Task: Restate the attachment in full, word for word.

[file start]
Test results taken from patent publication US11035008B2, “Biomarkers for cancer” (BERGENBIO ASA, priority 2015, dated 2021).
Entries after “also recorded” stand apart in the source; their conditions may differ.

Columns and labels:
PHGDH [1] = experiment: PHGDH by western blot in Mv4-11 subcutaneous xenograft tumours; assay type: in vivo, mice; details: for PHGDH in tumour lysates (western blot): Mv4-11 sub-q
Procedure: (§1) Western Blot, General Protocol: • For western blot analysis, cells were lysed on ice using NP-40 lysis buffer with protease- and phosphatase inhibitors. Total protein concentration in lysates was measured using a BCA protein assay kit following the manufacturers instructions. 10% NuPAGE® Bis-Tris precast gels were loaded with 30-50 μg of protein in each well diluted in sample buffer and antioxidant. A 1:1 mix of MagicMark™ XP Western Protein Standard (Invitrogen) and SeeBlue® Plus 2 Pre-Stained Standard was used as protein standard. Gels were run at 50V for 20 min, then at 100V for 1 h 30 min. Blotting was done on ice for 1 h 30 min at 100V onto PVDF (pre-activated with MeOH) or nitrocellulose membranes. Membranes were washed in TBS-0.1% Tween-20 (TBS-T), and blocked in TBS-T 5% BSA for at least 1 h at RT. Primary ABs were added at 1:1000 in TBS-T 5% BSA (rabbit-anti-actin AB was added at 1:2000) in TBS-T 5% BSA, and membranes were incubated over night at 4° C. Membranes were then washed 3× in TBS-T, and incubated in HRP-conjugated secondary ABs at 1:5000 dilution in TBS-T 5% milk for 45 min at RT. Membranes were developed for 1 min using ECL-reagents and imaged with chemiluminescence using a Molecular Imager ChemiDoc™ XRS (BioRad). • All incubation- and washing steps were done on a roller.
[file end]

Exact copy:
Test results taken from patent publication US11035008B2, “Biomarkers for cancer” (BERGENBIO ASA, priority 2015, dated 2021).
Entries after “also recorded” stand apart in the source; their conditions may differ.

Columns and labels:
PHGDH [1] = experiment: PHGDH by western blot in Mv4-11 subcutaneous xenograft tumours; assay type: in vivo, mice; details: for PHGDH in tumour lysates (western blot): Mv4-11 sub-q
Procedure: (§1) Western Blot, General Protocol: • For western blot analysis, cells were lysed on ice using NP-40 lysis buffer with protease- and phosphatase inhibitors. Total protein concentration in lysates was measured using a BCA protein assay kit following the manufacturers instructions. 10% NuPAGE® Bis-Tris precast gels were loaded with 30-50 μg of protein in each well diluted in sample buffer and antioxidant. A 1:1 mix of MagicMark™ XP Western Protein Standard (Invitrogen) and SeeBlue® Plus 2 Pre-Stained Standard was used as protein standard. Gels were run at 50V for 20 min, then at 100V for 1 h 30 min. Blotting was done on ice for 1 h 30 min at 100V onto PVDF (pre-activated with MeOH) or nitrocellulose membranes. Membranes were washed in TBS-0.1% Tween-20 (TBS-T), and blocked in TBS-T 5% BSA for at least 1 h at RT. Primary ABs were added at 1:1000 in TBS-T 5% BSA (rabbit-anti-actin AB was added at 1:2000) in TBS-T 5% BSA, and membranes were incubated over night at 4° C. Membranes were then washed 3× in TBS-T, and incubated in HRP-conjugated secondary ABs at 1:5000 dilution in TBS-T 5% milk for 45 min at RT. Membranes were developed for 1 min using ECL-reagents and imaged with chemiluminescence using a Molecular Imager ChemiDoc™ XRS (BioRad). • All incubation- and washing steps were done on a roller.